Velocity and pressure BC at inlet
my questions concerns the inlet BC for velocity and pressure. In CFD books, it is alway explained that by known inflow velcoity the inlet pressure is set to zero gradient. However, when I know the velocity than I know via 0.5*rho*v^2=p the inlet pressure. Can I uses this BC also or do I have to apply zeroGradient always?
>>> my questions concerns the inlet BC for velocity and pressure. In CFD books, it is alway explained that by known inflow velcoity the inlet pressure is set to zero gradient. However, when I know the velocity than I know via 0.5*rho*v^2=p the inlet pressure. Can I uses this BC also or do I have to apply zeroGradient always?
A zero gradient means that there is not pressure force at the
boundary. If you don't put a pressure gradient =0 condition at the
boundary and give the pressure there, you may develop a pressure gradient
which in turns will act as a force and increase (or decrease) the velocity
at the boundary, and this might all be inconsistent with the imposed
velocity at the boundary. So usually a zero pressure gradient is in this
Another thing you need to consider is from the point of view of imposing
mathematically the correct number of BCs.
You are solving a number of equations, and I am not sure what they
are. Possibly equations for the velocities (one in each dimension) and
an equation for the density and possibly one for the pressure/energy.
For each equation you need to know what is the degree of the equation,
I mean are the space derivatives only of first order? or do you have
second order space derivatives? (which means diffusive terms, as for
the inclusion of heat diffusion, viscosity, etc...). For each equation of
1st order you need only ONE BC for each dimension, namely you really
need only to have a conditions given at one end/boundary of the
domain only. For equations of the second order you have to give one boundary
condition at each end/boundary (so TWO BCs for each dimension). If you give too
few or too many BCs you may have numerical instabilities, though these
might not show up because of (artificial) viscosity or because you are
using a low order accuracy solver which damps these instabilities. But
mathematically the number of BCs has to be given that way. To avoid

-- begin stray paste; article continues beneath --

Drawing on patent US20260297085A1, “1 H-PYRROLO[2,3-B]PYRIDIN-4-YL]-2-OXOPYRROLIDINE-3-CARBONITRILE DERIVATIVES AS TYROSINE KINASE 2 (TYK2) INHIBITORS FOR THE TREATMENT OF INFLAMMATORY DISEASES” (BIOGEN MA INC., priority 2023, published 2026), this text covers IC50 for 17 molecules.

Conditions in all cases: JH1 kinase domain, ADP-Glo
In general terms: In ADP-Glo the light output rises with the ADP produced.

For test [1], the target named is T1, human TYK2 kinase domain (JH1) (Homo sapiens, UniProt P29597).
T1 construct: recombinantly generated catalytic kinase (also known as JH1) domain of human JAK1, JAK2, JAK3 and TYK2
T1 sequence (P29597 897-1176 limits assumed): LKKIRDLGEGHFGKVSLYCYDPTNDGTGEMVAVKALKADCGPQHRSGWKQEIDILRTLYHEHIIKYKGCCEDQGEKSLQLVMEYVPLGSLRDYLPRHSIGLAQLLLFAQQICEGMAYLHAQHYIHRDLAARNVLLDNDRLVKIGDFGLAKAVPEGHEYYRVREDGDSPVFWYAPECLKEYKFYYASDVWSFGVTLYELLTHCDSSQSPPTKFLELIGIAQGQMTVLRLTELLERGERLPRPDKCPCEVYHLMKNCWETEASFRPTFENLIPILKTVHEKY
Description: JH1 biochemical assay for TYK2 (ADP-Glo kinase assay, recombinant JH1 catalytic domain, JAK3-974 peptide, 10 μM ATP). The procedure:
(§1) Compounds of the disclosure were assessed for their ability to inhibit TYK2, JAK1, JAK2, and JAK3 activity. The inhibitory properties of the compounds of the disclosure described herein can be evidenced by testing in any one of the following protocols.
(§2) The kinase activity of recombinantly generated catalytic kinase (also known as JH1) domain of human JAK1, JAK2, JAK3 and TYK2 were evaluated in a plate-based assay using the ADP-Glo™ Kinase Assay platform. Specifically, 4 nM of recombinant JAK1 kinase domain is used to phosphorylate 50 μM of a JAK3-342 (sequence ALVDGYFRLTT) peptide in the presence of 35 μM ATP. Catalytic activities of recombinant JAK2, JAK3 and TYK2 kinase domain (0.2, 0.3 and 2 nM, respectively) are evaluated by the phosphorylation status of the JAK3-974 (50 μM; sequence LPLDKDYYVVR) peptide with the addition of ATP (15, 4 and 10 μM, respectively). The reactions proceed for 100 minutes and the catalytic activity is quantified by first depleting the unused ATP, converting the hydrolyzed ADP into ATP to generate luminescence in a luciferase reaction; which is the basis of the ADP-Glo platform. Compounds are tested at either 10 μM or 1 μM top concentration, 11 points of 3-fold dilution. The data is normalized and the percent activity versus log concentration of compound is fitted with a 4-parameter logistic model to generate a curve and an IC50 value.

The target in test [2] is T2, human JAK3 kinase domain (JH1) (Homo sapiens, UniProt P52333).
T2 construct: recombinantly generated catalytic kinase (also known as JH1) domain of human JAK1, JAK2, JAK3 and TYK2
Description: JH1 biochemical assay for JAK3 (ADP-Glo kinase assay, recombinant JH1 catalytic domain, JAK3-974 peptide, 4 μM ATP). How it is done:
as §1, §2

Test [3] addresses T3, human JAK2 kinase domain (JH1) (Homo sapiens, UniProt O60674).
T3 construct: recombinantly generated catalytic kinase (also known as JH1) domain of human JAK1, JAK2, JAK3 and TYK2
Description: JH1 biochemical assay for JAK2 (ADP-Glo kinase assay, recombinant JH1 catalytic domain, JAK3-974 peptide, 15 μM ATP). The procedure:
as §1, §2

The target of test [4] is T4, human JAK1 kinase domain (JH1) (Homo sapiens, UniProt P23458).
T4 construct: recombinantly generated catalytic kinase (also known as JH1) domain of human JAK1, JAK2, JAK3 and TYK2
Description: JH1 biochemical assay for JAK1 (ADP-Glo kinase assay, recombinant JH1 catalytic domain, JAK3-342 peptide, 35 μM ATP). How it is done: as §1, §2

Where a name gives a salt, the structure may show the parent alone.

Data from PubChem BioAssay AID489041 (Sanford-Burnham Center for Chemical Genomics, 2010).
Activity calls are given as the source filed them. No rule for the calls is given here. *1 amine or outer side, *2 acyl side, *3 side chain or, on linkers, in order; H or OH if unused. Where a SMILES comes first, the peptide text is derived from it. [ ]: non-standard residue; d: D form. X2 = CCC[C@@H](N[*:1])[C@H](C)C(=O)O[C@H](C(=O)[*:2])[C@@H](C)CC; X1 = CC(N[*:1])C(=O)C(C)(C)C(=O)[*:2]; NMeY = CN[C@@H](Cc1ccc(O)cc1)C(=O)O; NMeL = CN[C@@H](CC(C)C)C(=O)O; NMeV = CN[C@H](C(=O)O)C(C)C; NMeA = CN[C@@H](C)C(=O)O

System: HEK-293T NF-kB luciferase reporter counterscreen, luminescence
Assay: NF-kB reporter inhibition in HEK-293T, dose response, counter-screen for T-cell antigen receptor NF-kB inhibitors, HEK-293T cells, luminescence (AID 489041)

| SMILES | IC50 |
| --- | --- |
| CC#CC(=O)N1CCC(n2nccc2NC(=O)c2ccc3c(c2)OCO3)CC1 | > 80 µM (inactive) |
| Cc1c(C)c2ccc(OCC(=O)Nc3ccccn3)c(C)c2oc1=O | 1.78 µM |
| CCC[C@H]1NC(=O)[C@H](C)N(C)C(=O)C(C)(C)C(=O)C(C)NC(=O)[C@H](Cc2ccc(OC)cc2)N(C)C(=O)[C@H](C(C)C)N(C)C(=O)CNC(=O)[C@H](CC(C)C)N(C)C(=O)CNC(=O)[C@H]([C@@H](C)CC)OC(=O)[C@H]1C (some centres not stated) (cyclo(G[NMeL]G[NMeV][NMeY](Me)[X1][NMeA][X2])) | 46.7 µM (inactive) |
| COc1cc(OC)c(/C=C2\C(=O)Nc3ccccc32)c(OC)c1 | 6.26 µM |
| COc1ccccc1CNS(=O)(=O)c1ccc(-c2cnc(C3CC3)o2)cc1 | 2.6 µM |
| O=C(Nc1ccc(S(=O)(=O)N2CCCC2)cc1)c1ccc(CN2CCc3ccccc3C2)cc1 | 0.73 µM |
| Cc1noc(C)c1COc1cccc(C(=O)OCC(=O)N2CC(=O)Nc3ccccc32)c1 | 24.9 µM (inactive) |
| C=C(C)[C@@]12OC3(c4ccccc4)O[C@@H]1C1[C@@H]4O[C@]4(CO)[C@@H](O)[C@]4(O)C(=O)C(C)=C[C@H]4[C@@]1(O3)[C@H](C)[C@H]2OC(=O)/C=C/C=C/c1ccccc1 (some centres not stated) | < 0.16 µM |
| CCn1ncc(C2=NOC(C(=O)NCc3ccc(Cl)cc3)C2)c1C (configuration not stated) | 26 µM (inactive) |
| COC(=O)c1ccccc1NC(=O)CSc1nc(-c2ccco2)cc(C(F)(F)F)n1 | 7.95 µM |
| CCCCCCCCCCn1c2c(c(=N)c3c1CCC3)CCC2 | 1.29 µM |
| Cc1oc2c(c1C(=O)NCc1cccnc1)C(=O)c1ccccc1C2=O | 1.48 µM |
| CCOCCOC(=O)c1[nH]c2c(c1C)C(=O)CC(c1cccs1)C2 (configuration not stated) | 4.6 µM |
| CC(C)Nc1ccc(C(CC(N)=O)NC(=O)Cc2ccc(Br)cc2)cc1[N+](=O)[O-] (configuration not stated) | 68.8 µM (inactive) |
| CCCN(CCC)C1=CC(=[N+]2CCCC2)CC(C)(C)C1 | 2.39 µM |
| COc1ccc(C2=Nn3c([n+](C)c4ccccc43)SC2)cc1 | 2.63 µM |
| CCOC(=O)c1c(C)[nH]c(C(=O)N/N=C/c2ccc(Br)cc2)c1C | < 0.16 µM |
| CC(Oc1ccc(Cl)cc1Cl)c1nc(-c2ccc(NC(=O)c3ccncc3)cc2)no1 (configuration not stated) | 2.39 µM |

all instability you need to actually impose these BCs not on v, P and rho
but on the characteristics of the flow (Riemann invariants). But that's
another story all together.
For my understanding, it means: When I would have set a velocity inflow BC, say 10 m/s, and at the same time I have set a pressure condition p=1/2*v^2=0.5*10^2=50 then a addtional force of 50 would act on the velocity, i.e. the velocity would increase.
Is my narration correct?
Cheers in advance
"50" is the pressure, not the pressure gradient...
In the equation for the velocity (or momentum - I am not sure what are the set of equations you are solving here) you will have a term with the gradient of the pressure which acts as a force. If P=50 everywhere near the boundary (inside and outside) then the pressure gradient is zero because the pressure is constant (inside and outside) the boundary - the pressure gradient THROUGH the boundary is to be zero if you don't want any force there. Don't mixed up the pressure and the pressure gradient... I know it might seem confusing as pressure divided by area is force too... but that's not what I was refering too. If the pressure on both sides of the boundary are the same (pressure gradient =0) then these pressure forces cancel each other. If the pressure is not the same on both sides of the boundary (pressure gradient different than 0) then there will be a net resulting force - that's what you want to avoid when setting gradP=0.
Oh man, it was the entire time in the front of me and I haven't spotted it. Your answer is totally plausible!
|All times are GMT -4. The time now is 21:57.|